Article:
Use Audience Satisfying Language

You can make your presentations more powerful and get greater audience response by crafting and using audience satisfying language. Speak in a manner that impresses, energizes, and motivates your audience. Choose words and forms of expression for maximum audience impact.

  • Use concrete and descriptive words. "Prefer the specific to general, the definite to the vague, and the concrete to the abstract." (The Elements of Style). Specific words that deal in the particular, that relate the detail that matters, that call up a picture render speech more precise, crisp, and vivid.
  • Use the active voice. The Nike motto "Just do it" works; what wouldn’t work is "it should just be done by you." The passive voice is common in speech and implies simply that—passivity. The active voice conveys directness and vigor. Use the active voice.
  • Short sentences, please. Don’t use sentences comprised of many attached clauses. One thought; one sentence. Avoid connectors like "so," "then," "anyway," or "but" to string together thoughts and sentences. Don’t ramble on. That only confuses your audience. See the period as your friend. It is an opportunity to pause for effect.
  • Eliminate unneeded words. "Vigorous writing is concise. A sentence should contain no unnecessary words, a paragraph no unnecessary sentences, for the same reason that a drawing should have no unnecessary lines and a machine no unnecessary parts. This requires not that all sentences be short or all details avoided or subject be treated only in outline, but that every word tell." (The Elements of Style).
  • Be clear. People hear the spoken words "on the fly." To help them understand it, make it clear. Eliminate ambiguity unless you need or want to be ambiguous. If you are not clear, the audience will likely tune you out or if not, misunderstand your message. Strive so that what you mean is what you say and what you say is what the audience hears.
  • Usually make the message conversational. Talk to, not at, your audience. For most occasions, speak as if you were talking with a friend over coffee. Use the language and tone of a conversation rather than the formality of an "address." Be engaging and interactive.
  • Speak in the first person (and the plural whenever appropriate). The first person builds connection and rapport with an audience. Using "I" achieves this so long as "I" is not overused. Also, use the plural "We" and "us" to be inclusive and engage the audience in the message and the process.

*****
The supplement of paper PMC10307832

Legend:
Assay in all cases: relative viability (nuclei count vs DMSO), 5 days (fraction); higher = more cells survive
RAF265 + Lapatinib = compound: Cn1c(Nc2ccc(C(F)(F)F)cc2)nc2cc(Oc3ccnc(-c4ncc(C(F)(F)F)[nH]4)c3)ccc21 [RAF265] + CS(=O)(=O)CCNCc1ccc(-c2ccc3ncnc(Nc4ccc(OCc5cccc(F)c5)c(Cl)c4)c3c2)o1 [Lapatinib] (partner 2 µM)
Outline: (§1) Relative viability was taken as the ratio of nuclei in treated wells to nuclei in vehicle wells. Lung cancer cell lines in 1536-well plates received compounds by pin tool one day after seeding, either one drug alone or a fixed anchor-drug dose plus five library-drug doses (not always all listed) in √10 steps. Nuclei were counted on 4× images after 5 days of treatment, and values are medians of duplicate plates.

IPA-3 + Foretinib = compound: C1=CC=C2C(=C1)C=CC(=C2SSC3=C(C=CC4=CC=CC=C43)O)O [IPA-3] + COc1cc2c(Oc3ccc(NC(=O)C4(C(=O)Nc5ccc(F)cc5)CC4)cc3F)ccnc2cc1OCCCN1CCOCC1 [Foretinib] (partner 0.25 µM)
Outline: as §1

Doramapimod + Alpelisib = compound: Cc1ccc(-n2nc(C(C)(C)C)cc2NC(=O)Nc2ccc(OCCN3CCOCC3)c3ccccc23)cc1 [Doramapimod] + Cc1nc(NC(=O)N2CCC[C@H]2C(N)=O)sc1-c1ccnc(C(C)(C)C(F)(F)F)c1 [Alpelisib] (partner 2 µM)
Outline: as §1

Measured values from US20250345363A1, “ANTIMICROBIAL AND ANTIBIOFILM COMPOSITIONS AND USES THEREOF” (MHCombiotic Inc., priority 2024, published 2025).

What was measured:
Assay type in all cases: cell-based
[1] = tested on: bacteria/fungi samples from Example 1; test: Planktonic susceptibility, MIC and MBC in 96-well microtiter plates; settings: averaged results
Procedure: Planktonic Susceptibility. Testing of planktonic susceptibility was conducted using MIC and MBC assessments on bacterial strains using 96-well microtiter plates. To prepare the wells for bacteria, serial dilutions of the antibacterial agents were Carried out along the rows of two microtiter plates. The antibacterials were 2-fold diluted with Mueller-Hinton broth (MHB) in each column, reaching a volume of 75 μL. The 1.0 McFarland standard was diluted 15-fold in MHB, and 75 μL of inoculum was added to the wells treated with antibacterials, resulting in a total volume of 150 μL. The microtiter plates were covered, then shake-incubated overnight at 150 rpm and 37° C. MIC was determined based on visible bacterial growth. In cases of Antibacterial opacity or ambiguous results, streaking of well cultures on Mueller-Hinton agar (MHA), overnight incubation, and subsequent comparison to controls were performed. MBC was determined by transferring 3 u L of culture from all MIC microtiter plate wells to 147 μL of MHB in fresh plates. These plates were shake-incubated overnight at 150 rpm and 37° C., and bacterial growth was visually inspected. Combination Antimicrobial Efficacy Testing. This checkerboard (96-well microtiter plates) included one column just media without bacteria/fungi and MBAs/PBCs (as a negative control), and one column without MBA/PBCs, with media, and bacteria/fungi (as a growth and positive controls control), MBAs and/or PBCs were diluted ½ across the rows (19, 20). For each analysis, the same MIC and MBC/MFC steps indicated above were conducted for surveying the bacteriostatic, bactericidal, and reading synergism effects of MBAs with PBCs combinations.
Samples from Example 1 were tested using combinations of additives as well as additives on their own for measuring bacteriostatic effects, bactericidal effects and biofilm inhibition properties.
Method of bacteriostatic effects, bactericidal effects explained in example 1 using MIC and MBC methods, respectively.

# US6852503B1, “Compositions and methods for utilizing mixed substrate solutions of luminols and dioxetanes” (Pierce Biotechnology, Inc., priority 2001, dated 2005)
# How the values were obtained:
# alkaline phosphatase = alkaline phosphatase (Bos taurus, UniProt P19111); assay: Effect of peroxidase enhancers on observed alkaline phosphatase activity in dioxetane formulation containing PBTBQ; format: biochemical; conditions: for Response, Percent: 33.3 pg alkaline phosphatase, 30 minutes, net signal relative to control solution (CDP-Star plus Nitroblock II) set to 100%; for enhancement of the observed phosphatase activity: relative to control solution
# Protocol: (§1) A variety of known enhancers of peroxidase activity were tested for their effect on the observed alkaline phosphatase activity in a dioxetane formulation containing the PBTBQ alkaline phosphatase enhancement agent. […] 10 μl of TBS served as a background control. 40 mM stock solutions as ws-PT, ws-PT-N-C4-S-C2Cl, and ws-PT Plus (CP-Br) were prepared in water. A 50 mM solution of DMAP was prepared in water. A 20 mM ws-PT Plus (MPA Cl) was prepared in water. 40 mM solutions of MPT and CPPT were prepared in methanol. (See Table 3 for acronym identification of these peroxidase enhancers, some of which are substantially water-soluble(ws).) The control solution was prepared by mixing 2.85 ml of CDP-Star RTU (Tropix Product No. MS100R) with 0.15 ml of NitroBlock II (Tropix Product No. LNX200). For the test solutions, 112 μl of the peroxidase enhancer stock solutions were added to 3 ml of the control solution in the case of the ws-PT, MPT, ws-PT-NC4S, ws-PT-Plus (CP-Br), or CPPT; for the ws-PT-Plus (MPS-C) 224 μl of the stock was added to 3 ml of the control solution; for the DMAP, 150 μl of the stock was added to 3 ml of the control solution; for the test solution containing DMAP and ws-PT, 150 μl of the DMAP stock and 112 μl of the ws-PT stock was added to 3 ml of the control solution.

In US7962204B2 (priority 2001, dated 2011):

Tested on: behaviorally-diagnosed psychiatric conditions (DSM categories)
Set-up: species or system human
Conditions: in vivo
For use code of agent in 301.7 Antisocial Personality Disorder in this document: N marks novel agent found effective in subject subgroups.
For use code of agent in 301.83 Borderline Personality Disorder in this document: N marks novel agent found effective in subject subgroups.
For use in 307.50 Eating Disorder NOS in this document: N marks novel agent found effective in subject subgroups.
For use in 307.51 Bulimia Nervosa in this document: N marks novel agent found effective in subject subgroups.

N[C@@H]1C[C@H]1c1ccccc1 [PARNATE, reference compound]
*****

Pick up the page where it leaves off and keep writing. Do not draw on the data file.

• Avoid qualifiers. Words that vacillate, waffle, hedge, or equivocate strongly suggest that the speaker is unconvinced of his own message. It is often read as a sign of unreliability. While some qualifiers may be necessary, their use should be avoided unless consciously intended.
  • Do not exaggerate. Blatant overstatement undermines a speaker’s credibility. It is unnecessary.
  • Ration technical and ornate language. The audience may not have your technical subject mastery. So using technical language, including acronyms (e.g. NLP for neuro-linguistic programing) will only confuse and may annoy them. The same is true of showing off your education by using obscure or overly ornate language. You may want to show how bright you are; they may feel you are alien—that’s risky.
  • Create vivid and memorable word-picture images. Using these and other techniques enables a speaker to create word-pictures that an audience "sees" as highly vivid and memorable. Reviewing great speeches confirms this, but vivid and memorable imagery is not confined to historic speakers or speeches. It is attainable in everyday communication. It takes the effort to connect our ideas with the images that an audience knows and honors in a way that excites their imagination and enters their experience.

Adapted in part from Legally Speaking: 40 Powerful Presentation Principles Lawyers Need to Know by David J. Dempsey, J.D. (Miranda Publishing 2002).

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